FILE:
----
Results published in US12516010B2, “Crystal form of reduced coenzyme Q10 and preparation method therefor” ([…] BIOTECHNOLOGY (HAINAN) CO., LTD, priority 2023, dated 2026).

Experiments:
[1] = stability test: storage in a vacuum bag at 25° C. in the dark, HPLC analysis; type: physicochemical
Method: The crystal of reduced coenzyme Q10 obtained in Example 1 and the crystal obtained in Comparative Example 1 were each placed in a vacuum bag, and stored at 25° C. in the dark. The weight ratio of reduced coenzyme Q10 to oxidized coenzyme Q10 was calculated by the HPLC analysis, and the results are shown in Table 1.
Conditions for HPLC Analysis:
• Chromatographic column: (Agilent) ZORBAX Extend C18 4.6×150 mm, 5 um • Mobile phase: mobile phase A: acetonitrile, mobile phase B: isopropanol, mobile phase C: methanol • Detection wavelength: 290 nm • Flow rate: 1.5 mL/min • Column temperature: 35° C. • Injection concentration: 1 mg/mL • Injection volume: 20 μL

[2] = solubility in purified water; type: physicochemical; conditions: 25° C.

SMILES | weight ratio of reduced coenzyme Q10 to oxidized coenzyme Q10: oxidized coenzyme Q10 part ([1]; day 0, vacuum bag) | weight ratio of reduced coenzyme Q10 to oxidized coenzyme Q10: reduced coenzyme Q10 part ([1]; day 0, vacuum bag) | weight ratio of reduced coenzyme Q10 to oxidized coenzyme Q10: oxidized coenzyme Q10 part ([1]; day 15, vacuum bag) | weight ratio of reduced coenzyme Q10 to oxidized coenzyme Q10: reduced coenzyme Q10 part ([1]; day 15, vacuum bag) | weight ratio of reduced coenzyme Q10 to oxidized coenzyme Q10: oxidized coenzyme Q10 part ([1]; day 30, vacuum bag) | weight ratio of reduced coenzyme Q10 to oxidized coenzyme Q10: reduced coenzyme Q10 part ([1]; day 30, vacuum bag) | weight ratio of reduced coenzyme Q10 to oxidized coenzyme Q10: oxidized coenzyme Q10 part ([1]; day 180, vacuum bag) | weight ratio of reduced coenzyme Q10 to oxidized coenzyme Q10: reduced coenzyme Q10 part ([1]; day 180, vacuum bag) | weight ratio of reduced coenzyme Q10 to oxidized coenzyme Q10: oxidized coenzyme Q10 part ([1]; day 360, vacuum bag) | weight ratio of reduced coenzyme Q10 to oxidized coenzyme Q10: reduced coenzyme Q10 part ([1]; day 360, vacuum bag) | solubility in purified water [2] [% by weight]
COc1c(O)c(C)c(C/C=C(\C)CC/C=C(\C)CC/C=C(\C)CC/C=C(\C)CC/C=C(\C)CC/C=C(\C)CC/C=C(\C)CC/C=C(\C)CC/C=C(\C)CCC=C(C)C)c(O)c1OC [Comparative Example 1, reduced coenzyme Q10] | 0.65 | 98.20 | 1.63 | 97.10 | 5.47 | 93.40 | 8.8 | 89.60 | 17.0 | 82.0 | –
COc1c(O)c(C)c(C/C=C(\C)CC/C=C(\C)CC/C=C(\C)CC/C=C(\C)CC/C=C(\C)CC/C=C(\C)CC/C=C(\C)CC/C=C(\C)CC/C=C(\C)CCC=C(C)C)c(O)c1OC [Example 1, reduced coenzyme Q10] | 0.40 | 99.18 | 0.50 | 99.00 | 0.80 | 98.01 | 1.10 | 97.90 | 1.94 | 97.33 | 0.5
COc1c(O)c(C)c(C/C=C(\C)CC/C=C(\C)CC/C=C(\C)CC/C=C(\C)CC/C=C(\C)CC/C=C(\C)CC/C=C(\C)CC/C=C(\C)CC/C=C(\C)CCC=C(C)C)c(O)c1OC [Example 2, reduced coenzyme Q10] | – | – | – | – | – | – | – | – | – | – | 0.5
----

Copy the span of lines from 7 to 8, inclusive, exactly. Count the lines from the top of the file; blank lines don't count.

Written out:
[2] = solubility in purified water; type: physicochemical; conditions: 25° C.

SMILES | weight ratio of reduced coenzyme Q10 to oxidized coenzyme Q10: oxidized coenzyme Q10 part ([1]; day 0, vacuum bag) | weight ratio of reduced coenzyme Q10 to oxidized coenzyme Q10: reduced coenzyme Q10 part ([1]; day 0, vacuum bag) | weight ratio of reduced coenzyme Q10 to oxidized coenzyme Q10: oxidized coenzyme Q10 part ([1]; day 15, vacuum bag) | weight ratio of reduced coenzyme Q10 to oxidized coenzyme Q10: reduced coenzyme Q10 part ([1]; day 15, vacuum bag) | weight ratio of reduced coenzyme Q10 to oxidized coenzyme Q10: oxidized coenzyme Q10 part ([1]; day 30, vacuum bag) | weight ratio of reduced coenzyme Q10 to oxidized coenzyme Q10: reduced coenzyme Q10 part ([1]; day 30, vacuum bag) | weight ratio of reduced coenzyme Q10 to oxidized coenzyme Q10: oxidized coenzyme Q10 part ([1]; day 180, vacuum bag) | weight ratio of reduced coenzyme Q10 to oxidized coenzyme Q10: reduced coenzyme Q10 part ([1]; day 180, vacuum bag) | weight ratio of reduced coenzyme Q10 to oxidized coenzyme Q10: oxidized coenzyme Q10 part ([1]; day 360, vacuum bag) | weight ratio of reduced coenzyme Q10 to oxidized coenzyme Q10: reduced coenzyme Q10 part ([1]; day 360, vacuum bag) | solubility in purified water [2] [% by weight]